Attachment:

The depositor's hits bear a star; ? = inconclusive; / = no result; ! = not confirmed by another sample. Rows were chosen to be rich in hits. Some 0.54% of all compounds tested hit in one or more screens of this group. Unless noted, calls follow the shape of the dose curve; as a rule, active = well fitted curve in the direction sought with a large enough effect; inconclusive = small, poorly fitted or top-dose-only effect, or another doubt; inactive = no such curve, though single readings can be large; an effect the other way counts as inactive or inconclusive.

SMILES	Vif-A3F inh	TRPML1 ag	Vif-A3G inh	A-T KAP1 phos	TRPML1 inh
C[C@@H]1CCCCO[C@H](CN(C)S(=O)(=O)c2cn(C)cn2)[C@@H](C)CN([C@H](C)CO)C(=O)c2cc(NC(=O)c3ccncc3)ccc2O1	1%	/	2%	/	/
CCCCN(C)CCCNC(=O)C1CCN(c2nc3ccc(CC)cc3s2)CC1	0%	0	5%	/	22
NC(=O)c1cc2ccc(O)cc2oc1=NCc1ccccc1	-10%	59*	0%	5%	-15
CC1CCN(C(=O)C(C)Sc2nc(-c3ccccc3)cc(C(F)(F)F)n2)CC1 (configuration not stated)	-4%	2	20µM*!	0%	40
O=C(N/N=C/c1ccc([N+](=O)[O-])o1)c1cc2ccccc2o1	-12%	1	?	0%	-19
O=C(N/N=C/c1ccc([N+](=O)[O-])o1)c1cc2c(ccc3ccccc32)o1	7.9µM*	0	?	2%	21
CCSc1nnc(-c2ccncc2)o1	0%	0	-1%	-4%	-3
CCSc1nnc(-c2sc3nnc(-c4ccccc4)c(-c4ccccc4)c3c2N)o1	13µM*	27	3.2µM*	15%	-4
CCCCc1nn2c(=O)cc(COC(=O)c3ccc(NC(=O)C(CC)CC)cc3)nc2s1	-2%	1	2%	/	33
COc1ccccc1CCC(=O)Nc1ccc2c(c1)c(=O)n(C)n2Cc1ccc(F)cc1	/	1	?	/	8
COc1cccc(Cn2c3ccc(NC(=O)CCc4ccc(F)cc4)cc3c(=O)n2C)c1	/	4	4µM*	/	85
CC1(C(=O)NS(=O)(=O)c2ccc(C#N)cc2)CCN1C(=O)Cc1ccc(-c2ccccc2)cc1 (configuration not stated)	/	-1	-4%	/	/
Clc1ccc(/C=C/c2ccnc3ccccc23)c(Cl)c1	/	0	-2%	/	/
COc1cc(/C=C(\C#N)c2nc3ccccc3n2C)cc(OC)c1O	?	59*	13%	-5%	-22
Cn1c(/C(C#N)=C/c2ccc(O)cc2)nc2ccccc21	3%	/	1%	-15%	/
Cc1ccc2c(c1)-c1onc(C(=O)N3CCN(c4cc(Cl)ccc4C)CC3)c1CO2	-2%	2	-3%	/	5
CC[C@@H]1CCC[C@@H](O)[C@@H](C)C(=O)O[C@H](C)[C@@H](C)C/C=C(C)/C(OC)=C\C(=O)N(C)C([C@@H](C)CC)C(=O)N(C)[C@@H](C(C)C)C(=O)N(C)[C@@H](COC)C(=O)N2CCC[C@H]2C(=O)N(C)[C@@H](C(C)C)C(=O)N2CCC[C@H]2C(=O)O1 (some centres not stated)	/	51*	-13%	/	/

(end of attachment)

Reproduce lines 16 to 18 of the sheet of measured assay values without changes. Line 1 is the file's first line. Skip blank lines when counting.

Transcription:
COc1cc(/C=C(\C#N)c2nc3ccccc3n2C)cc(OC)c1O	?	59*	13%	-5%	-22
Cn1c(/C(C#N)=C/c2ccc(O)cc2)nc2ccccc21	3%	/	1%	-15%	/
Cc1ccc2c(c1)-c1onc(C(=O)N3CCN(c4cc(Cl)ccc4C)CC3)c1CO2	-2%	2	-3%	/	5